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Great story! Educators used the manifest educational hardship statute to help a kid overcome his challenges and graduate successfully from high school

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New Hampshire educator Laura Spratt wrote to the State Board of Education this week about the manifest educational hardship (MEH) statute because the public hearing on the new MEH rules is tomorrow, December 14, from 1:00 to 1:30 and she wanted to get these thoughts into the public record for the board’s consideration.

Our department of education has been proposing changes, many of which are reflected in legislation proposed for the 2018 session, that would turn the MEH statute into a backdoor to universal school choice paid for by local New Hampshire taxpayers.

But here’s Ms. Spratt’s great letter about how her school district applied the MEH statute the way it was meant to be used.

Dear Board Members:

I wish to tell you about a student who benefitted from RSA 193:3.  I was one of his teachers.
Nine years ago, a behaviorally challenged sixth grade student, on an IEP because of his behavior difficulties, was making progress on behavioral and educational goals.  As a second grade student, he was unable to control his temper or behave appropriately in class when his frustration with learning to read and write overwhelmed him.  He was identified as a student with special needs and given several years of intensive instruction to help modify his violent responses to frustration in school.  As a fifth grade student, he slowly returned to the regular education classroom, one subject at a time, until he showed he could successfully control his outbursts to frustration and be a successful and appropriately behaved student in a typical classroom.  He was marginally accepted by his peers.  Most of the fifth grade students in his class remembered his “scary” outbursts as a second grade student.
By sixth grade, it was clear this student was experiencing a social/emotional hardship at our school. It was difficult for him to make friends with any of his classmates, even though his behavior had improved since second grade.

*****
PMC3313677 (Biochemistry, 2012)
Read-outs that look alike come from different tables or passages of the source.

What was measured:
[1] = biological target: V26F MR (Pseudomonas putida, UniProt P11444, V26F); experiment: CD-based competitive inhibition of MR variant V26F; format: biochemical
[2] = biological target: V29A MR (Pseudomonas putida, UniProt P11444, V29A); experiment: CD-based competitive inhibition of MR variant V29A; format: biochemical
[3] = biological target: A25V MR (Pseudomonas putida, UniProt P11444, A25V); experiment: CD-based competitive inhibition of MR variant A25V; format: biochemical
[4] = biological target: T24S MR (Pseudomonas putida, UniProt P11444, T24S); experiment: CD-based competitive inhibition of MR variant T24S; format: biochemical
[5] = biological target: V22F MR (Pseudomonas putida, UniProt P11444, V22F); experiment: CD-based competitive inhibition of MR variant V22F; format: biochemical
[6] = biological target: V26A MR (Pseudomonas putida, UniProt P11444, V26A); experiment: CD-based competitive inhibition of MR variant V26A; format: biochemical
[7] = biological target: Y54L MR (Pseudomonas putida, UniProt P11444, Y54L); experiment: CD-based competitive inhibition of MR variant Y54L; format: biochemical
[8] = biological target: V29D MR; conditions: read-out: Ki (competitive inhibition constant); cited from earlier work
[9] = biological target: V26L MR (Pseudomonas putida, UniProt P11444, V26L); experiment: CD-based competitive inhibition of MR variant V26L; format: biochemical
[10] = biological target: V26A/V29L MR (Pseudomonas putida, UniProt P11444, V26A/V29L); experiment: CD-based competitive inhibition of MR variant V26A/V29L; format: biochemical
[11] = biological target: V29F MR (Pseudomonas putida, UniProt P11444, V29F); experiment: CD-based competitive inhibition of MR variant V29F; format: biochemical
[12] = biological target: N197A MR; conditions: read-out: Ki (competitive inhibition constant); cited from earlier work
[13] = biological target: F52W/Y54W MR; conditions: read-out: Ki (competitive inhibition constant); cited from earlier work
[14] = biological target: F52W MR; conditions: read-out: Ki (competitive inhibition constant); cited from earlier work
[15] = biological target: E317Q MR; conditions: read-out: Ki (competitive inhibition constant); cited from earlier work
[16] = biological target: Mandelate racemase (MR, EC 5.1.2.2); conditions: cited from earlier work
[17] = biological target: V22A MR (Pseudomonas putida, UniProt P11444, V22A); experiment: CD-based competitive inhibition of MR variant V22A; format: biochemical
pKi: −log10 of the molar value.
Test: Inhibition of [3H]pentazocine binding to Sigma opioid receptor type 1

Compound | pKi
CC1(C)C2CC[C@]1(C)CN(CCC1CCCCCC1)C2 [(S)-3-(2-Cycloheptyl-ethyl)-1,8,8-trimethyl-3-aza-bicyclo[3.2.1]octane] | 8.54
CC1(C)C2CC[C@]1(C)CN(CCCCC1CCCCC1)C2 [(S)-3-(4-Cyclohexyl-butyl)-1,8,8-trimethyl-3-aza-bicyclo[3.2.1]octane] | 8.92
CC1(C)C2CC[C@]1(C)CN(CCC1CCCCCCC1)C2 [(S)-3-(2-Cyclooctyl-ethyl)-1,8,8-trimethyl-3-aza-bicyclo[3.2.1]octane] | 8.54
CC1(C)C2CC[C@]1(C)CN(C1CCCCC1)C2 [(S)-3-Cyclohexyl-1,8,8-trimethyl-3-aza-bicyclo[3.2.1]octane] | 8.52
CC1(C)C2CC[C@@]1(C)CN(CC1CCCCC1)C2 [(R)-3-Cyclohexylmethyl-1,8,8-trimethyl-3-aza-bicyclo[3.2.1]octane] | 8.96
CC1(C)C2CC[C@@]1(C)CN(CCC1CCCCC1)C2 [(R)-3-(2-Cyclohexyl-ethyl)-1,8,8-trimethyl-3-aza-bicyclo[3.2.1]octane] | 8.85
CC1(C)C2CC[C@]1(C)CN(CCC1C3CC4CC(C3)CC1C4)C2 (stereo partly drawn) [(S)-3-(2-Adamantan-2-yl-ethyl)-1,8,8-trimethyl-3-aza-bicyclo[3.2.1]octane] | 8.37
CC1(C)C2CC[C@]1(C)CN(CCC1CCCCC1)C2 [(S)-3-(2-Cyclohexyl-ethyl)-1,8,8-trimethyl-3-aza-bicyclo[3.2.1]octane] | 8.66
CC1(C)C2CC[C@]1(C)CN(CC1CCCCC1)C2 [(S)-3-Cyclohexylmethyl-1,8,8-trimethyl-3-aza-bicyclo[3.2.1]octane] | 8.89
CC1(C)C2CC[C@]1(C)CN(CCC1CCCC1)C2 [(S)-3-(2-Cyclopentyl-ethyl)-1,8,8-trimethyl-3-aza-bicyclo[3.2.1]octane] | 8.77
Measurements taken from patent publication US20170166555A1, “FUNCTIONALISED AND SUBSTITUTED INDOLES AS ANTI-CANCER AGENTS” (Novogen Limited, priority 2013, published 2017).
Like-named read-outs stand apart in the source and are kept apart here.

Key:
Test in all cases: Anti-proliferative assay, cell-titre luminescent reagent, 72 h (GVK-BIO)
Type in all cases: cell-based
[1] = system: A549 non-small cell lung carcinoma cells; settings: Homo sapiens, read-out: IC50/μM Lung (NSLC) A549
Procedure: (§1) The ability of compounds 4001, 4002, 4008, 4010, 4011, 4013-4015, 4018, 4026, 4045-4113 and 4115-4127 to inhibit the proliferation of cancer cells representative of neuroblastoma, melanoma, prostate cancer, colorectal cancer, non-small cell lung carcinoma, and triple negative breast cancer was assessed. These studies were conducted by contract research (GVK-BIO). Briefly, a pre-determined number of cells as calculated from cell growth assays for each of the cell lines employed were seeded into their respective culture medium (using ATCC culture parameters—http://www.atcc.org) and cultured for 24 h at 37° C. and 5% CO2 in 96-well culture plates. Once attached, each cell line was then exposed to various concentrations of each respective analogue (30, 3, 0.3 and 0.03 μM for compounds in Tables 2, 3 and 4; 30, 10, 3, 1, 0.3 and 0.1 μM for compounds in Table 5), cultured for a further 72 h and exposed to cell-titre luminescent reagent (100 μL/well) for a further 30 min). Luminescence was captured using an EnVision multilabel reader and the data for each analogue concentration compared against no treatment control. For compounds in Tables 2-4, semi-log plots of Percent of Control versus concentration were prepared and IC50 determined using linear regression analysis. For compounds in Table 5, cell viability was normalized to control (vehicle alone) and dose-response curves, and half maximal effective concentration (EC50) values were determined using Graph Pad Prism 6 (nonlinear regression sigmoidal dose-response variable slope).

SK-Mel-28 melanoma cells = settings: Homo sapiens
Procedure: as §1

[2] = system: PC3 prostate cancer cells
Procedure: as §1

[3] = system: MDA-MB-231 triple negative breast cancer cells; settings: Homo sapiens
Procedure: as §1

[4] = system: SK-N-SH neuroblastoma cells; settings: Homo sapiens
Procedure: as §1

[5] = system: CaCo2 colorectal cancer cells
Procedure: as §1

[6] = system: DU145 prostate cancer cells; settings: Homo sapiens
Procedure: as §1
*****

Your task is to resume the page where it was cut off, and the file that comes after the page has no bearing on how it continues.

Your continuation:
Our school is a K-8 school, and this student faced two more years of being tolerated by his peers, but not fully accepted.  Our team of teachers, special educators, the school counselor, school principal, our Director of Special Services, and this student’s parents made the decision to give him a chance at another school district, at which our graduated 8th grade students attended high school (for an agreed upon tuition).
This young man had no history with the next town’s students.  They did not know about his previous second grade outbursts.  He essentially got a chance to start over as a 7th grader in a different school community.  Once this student attended high school, he was reacquainted with students who’d known him from elementary school, however, because he had two years of junior high public education at a nearby school, he was able to make new friends and reconnect with classmates who could now see him in a more positive light.  This young man successfully graduated from high school.
This student is the kind of student who needed to be placed at another school with a mutual agreement between school districts.  The transfer to the other school was necessary for this young man to be educationally, socially, and emotionally successful.
Please do not change the interpretation of this law!
Respectfully submitted,
Laura Spratt, M.S.


  1. Thanks for these excellent posts.

    I recall someone saying that a student was declared to have a manifest educational hardship because his school district didn’t have a swim team. Can someone please direct me to more information about that case?

    Thank you.

    • ANHPE says:

      Actually, that case was more involved, but a local board determined that the student did not qualify for a reassignment under the manifest educational hardship statute. The parents appealed that decision to the state board, which upheld the local board’s decision.

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